Statistical Questions from the Classroom

Statistical Questions from the Classroom

by J. Michael Shaughnessy and Beth Chance

I was talking with a mathematically-astute friend of mine and told him I lacked confidence in my grasp of statistics. (Insert clever joke about confidence intervals here.) So he recommended this 88-page book published by the National Council of Teachers of Mathematics as a good refresher on some basic concepts. The book consists of 11 chapters, each one addressing a question frequently asked by statistics students. Continue reading “Statistical Questions from the Classroom”

Marketing and the Bottom Line

Marketing and the Bottom Line

by Tim Ambler

Tim Ambler (now retired) was a professor at the London Business School. He was unique in that he was a marketing professor who was also a Chartered Accountant. Ambler contends that boards of directors should devote more attention to marketing. He puts a particular emphasis on brand equity and innovation.

“The point is simple: if you want to know what your future cash flow will look like, investigate where it comes from—the market… Survival depends on basic wealth creation. And wealth creation depends on how healthy the marketing is… Securing customer preference opens up the main cash flow for every business.” Continue reading “Marketing and the Bottom Line”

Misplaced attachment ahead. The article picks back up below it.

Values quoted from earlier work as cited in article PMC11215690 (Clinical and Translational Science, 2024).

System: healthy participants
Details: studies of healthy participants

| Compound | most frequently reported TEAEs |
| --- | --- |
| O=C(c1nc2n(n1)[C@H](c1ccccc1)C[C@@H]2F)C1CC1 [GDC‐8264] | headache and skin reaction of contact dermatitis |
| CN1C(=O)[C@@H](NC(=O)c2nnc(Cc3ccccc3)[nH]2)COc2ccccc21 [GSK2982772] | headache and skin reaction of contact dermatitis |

The Art of Being Indispensable at Work

The Art of Being Indispensable at Work

by Bruce Tulgan

Becoming a go-to person is the key to real influence at work. But it presents challenges like the risk of overcommitment, endless meetings, and trying to get things done across ambiguous lines of authority. When do you say yes? How do you say no? Bruce Tulgan breaks it down.  Continue reading “The Art of Being Indispensable at Work”

An interview with Alastair Thomson author of Cash Flow Surge

After posting more than 250 book reviews, I decided to try something new: an author interview on YouTube. I am grateful to Alastair Thomson for graciously sharing his wisdom on managing small and medium-sized businesses. Alastair has an accounting background, but this conversation is not about debits and credits. It’s about improving your business from the perspective of an experienced CEO and CFO. We cover cash flow, profit, customer experience, metrics, business ethics, marketing, quality, continuous improvement, front-line employees, growth, margins, inventory, and receivables. Continue reading “An interview with Alastair Thomson author of Cash Flow Surge”

Cash Flow Surge: 101 No-Cost and Low-Cost Fast-Action Strategies to Boost Your Cash Flow

Cash Flow Surge: 101 No-Cost and Low-Cost Fast-Action Strategies to Boost Your Cash Flow

by Alastair Thomson

In college I took a course called Small Business Finance. The main thing I remember from this course is the emphasis on “cash flow, cash flow, cash flow.” Alastair Thomson is an accountant who has been a CFO and CEO of several businesses in the U.K., across variety of industries. He wrote this book for owners of small and medium-size businesses. While cash flow and profit are not the same thing, many of the ideas in the book can improve both.

The 101 chapters cover suppliers and expenses, customers and revenue, staffing and procedures, communication, insurance, logistics, contracts, and technology. Here are some snippets: Continue reading “Cash Flow Surge: 101 No-Cost and Low-Cost Fast-Action Strategies to Boost Your Cash Flow”

The Shareholder Value Myth